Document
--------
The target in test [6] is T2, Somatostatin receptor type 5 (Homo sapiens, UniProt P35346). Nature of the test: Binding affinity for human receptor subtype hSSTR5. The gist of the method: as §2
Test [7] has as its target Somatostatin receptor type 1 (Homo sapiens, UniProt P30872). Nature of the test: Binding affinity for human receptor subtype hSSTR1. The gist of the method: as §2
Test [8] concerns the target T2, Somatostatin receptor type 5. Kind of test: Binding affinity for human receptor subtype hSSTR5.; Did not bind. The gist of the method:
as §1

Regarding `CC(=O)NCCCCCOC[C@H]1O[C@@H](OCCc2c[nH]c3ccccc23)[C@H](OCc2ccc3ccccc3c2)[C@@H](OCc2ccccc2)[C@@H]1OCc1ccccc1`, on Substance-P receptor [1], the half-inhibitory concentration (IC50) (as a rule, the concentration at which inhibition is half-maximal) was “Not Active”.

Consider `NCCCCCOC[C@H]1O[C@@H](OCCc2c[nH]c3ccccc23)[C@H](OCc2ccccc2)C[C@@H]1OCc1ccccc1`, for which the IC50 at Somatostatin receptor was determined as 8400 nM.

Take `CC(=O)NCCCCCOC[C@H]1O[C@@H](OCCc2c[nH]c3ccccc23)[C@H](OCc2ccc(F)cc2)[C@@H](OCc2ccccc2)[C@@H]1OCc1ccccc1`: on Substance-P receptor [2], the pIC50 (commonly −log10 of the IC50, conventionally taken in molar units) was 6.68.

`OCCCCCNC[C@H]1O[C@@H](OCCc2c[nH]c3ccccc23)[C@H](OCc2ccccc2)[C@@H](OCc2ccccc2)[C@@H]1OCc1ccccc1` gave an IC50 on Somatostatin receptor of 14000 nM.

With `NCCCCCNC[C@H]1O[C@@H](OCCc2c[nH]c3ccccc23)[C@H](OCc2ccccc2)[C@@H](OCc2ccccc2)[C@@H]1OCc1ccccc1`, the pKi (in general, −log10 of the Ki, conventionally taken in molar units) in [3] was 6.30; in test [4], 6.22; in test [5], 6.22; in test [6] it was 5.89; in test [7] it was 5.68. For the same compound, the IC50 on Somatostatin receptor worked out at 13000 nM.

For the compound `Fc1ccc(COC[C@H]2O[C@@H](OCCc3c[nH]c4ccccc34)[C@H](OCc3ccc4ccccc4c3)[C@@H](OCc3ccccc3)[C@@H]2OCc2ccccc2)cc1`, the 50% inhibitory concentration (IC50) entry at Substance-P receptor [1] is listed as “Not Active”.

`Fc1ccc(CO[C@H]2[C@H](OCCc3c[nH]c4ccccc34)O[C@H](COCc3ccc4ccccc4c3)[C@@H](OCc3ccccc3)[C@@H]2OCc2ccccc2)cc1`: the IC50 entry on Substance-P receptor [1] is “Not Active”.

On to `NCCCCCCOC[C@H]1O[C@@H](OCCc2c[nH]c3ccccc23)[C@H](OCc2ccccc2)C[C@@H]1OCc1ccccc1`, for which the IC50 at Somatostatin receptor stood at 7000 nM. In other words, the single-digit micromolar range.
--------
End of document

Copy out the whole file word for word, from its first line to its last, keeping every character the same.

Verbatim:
The target in test [6] is T2, Somatostatin receptor type 5 (Homo sapiens, UniProt P35346). Nature of the test: Binding affinity for human receptor subtype hSSTR5. The gist of the method: as §2
Test [7] has as its target Somatostatin receptor type 1 (Homo sapiens, UniProt P30872). Nature of the test: Binding affinity for human receptor subtype hSSTR1. The gist of the method: as §2
Test [8] concerns the target T2, Somatostatin receptor type 5. Kind of test: Binding affinity for human receptor subtype hSSTR5.; Did not bind. The gist of the method:
as §1

Regarding `CC(=O)NCCCCCOC[C@H]1O[C@@H](OCCc2c[nH]c3ccccc23)[C@H](OCc2ccc3ccccc3c2)[C@@H](OCc2ccccc2)[C@@H]1OCc1ccccc1`, on Substance-P receptor [1], the half-inhibitory concentration (IC50) (as a rule, the concentration at which inhibition is half-maximal) was “Not Active”.

Consider `NCCCCCOC[C@H]1O[C@@H](OCCc2c[nH]c3ccccc23)[C@H](OCc2ccccc2)C[C@@H]1OCc1ccccc1`, for which the IC50 at Somatostatin receptor was determined as 8400 nM.

Take `CC(=O)NCCCCCOC[C@H]1O[C@@H](OCCc2c[nH]c3ccccc23)[C@H](OCc2ccc(F)cc2)[C@@H](OCc2ccccc2)[C@@H]1OCc1ccccc1`: on Substance-P receptor [2], the pIC50 (commonly −log10 of the IC50, conventionally taken in molar units) was 6.68.

`OCCCCCNC[C@H]1O[C@@H](OCCc2c[nH]c3ccccc23)[C@H](OCc2ccccc2)[C@@H](OCc2ccccc2)[C@@H]1OCc1ccccc1` gave an IC50 on Somatostatin receptor of 14000 nM.

With `NCCCCCNC[C@H]1O[C@@H](OCCc2c[nH]c3ccccc23)[C@H](OCc2ccccc2)[C@@H](OCc2ccccc2)[C@@H]1OCc1ccccc1`, the pKi (in general, −log10 of the Ki, conventionally taken in molar units) in [3] was 6.30; in test [4], 6.22; in test [5], 6.22; in test [6] it was 5.89; in test [7] it was 5.68. For the same compound, the IC50 on Somatostatin receptor worked out at 13000 nM.

For the compound `Fc1ccc(COC[C@H]2O[C@@H](OCCc3c[nH]c4ccccc34)[C@H](OCc3ccc4ccccc4c3)[C@@H](OCc3ccccc3)[C@@H]2OCc2ccccc2)cc1`, the 50% inhibitory concentration (IC50) entry at Substance-P receptor [1] is listed as “Not Active”.

`Fc1ccc(CO[C@H]2[C@H](OCCc3c[nH]c4ccccc34)O[C@H](COCc3ccc4ccccc4c3)[C@@H](OCc3ccccc3)[C@@H]2OCc2ccccc2)cc1`: the IC50 entry on Substance-P receptor [1] is “Not Active”.

On to `NCCCCCCOC[C@H]1O[C@@H](OCCc2c[nH]c3ccccc23)[C@H](OCc2ccccc2)C[C@@H]1OCc1ccccc1`, for which the IC50 at Somatostatin receptor stood at 7000 nM. In other words, the single-digit micromolar range.